Jamie Barrett, and the rest of executives at Goodby, Silverstein & Partners come across as a bit of an enigma, on pages 270-274. In an industry that’s so bent on figuring out what’s next, they seem to go about business as usual and when a response is required they come up with an intellectual, yet “street-smart” approach for overcoming the challenge, and in turn are rewarded marvelously. In your opinion, why don’t more agencies follow a similar approach in terms of stop worrying about the future and focusing on the now?

What impressed and continues to amaze me about Goodby is that they’ve been so good for so long and have grown and adapted under an enormous spotlight and on an increasingly large scale.  It’s one thing to implement change at a boutique and quite another to do it in the heat of a half dozen pitches while working on behalf of dozens of the world’s premiere brands. Rather than go off and buy some expensive and risky digital play, or farm out the things they don’t get, they seem perpetually determined to figure things out for themselves and to have confidence, as Jamie told me, in their ability to think originally and independently. The world would be a better place if we all did.


June 16, 2010

Interview with an Adman – James P. Othmer

Filed under: Advertising — adamlauzon @ 12:09 PM
Tags: , ,

After an unexpected two-month sabbatical from the Advertising Apprentice, I’m back. (In case you’re wondering, the sabbatical was the result of me starting an important new job. So my attention for the last two months have been almost exclusively on making the most of this opportunity.)

A few months ago after reading James P. Othmer’s Adland – Searching for the Meaning of Life on a Branded Planet, I decided to try and contact the author and see if he’d be willing to do an interview with me. Sure enough, he was quite enthusiastic about the interview request, and below we have part one of my interview with James P. Othmer.

Othmer, by the way, has been quite busy lately, on June 1st Adland hit bookshelves in paperback form, and just yesterday Othmer’s second novel, Holy Water: A Novel, was released.

As I learnt from reading Adland, Othmer was not only a great adman, but he is an amazing story-teller. I have yet to get my hands on Holy Water, but I’m almost certain that it will be one of those books that you start reading and you’ll be hard-pressed to put it down until you’ve read the last sentence on the last page!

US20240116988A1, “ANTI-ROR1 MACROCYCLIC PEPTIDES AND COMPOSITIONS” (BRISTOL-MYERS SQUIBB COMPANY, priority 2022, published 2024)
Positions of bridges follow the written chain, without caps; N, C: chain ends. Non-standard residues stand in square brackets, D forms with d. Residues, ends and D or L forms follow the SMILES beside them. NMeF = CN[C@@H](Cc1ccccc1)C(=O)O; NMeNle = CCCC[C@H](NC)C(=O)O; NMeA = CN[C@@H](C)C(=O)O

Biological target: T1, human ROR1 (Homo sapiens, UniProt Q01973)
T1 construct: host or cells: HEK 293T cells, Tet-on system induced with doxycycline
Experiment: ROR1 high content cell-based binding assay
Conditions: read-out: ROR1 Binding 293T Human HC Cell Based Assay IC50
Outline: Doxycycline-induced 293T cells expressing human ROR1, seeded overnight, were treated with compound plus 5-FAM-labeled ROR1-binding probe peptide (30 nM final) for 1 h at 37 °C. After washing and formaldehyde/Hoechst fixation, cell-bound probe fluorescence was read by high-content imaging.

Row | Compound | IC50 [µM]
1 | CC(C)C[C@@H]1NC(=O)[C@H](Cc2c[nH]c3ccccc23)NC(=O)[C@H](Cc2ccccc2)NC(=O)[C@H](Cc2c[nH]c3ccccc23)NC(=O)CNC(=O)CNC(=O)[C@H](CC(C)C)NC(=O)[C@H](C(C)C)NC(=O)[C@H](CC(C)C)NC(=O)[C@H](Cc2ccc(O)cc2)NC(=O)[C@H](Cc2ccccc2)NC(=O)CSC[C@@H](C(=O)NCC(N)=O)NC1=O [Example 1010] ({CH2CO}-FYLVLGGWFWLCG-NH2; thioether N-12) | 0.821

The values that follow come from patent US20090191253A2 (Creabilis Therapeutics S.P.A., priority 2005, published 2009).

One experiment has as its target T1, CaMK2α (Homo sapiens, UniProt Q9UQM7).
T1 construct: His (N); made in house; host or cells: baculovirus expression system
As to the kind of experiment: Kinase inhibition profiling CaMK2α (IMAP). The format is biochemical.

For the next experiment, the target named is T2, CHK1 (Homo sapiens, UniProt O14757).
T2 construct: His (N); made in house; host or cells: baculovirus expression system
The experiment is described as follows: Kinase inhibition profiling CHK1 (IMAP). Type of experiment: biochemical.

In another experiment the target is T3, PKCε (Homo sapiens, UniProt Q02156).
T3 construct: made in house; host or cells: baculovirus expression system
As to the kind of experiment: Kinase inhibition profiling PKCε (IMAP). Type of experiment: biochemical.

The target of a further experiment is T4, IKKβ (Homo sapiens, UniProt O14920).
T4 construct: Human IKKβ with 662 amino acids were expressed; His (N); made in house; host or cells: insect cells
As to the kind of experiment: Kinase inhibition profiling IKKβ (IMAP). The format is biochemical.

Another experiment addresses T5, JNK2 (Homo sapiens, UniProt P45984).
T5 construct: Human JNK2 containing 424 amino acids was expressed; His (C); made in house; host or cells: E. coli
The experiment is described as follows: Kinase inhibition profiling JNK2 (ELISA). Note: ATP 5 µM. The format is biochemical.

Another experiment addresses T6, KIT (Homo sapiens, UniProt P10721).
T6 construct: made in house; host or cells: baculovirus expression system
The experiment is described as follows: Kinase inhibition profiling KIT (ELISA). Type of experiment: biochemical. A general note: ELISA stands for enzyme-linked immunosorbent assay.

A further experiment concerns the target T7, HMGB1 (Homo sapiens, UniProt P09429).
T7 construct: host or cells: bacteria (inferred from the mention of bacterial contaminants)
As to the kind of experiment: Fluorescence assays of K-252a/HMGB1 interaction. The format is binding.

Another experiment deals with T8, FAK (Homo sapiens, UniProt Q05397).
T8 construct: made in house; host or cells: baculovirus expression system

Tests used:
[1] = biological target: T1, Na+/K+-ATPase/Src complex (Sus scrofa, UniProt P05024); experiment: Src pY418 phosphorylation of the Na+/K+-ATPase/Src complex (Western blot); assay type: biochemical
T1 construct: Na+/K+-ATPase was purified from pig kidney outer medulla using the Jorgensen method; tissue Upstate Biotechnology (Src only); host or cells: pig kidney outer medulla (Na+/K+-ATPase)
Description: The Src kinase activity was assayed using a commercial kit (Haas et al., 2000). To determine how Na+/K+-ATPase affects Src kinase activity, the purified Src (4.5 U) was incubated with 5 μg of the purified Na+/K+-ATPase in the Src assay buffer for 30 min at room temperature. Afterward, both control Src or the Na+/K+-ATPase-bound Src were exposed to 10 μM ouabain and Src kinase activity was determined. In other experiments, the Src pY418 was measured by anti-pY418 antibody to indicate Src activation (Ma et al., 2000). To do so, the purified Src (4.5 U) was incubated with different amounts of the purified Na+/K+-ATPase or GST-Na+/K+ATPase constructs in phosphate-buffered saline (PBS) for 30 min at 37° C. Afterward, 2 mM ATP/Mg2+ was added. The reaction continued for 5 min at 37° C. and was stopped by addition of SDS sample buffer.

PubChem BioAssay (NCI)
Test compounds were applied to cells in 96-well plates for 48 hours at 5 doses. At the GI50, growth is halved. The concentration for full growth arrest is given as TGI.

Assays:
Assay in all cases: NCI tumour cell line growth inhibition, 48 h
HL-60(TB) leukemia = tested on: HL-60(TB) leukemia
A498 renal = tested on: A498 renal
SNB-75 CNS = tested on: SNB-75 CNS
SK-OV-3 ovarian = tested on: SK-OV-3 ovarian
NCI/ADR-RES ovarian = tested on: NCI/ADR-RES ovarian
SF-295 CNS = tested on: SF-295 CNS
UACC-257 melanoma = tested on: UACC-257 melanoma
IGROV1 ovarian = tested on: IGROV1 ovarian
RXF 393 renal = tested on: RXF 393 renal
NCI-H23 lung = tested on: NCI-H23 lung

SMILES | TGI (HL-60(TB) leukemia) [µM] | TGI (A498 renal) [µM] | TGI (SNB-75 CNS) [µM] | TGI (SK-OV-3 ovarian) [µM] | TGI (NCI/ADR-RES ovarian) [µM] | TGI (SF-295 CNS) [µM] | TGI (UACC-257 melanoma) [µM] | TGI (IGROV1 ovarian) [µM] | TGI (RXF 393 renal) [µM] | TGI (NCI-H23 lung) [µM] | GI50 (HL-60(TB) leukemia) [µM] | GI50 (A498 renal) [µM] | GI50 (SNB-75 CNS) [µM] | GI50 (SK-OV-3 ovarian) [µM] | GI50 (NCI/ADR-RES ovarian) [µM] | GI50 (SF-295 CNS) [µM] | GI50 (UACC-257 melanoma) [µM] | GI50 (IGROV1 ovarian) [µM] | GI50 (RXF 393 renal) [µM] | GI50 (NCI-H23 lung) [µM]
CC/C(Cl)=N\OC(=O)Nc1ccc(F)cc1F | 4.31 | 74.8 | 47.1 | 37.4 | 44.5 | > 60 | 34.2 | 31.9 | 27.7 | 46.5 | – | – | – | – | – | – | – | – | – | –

Without any further ado, here is part one of James P. Othmer’s interview with the Advertising Apprentice. And watch for part two of the interview, which I plan on publishing Friday morning.

Phil Dusenberry wrote, (the aptly named title of his book) “One great insight is worth a thousand great ideas”. What’s the greatest insight you had in your career?

I wandered along quite the non-traditional path before getting a job at a mainstream agency.  I worked as a sports writer at The Boston Globe and as an editorial assistant for a wine magazine. For Dell Publishing I wrote jacket copy for tawdry paperback books and was Kurt Vonnegut’s publicist for 18 blissful months.  My first screenwriting assignment was a freelance gig for a film for the NYC Hospitals called “Creating a Sterile Surgical Field for Gallbladder Surgery.”  All great experiences for a young writer, but when I started at NW Ayer I had a crude portfolio of book publishing and odd PQ (pre-Quark) spec ads I’d cobbled together without an art director.  I knew little to nothing about the way a big agency worked.  Strong writing and decent conceptual skills helped me get by, but after a lot of creative throat clearing I realized (painfully obvious insight alert!) that if I was every going to break out, I needed to trust my creative instincts and take more chances.  Rather than mimicking the work of risk takers in advertising and literature, I began to mimic the way they approached the work.  This didn’t come suddenly, and I imagine people starting out today are aware of this coming out of the gate.  But I wasn’t sure I belonged at first.  Only after letting it all hang out and doing work that made people squirm and laugh and think differently, did I get noticed, and more confident, and take even more risks.  My insight, or epiphany, was to simply have confidence in my ability. It took a while for me to recognize this with advertising, and even longer with my fiction.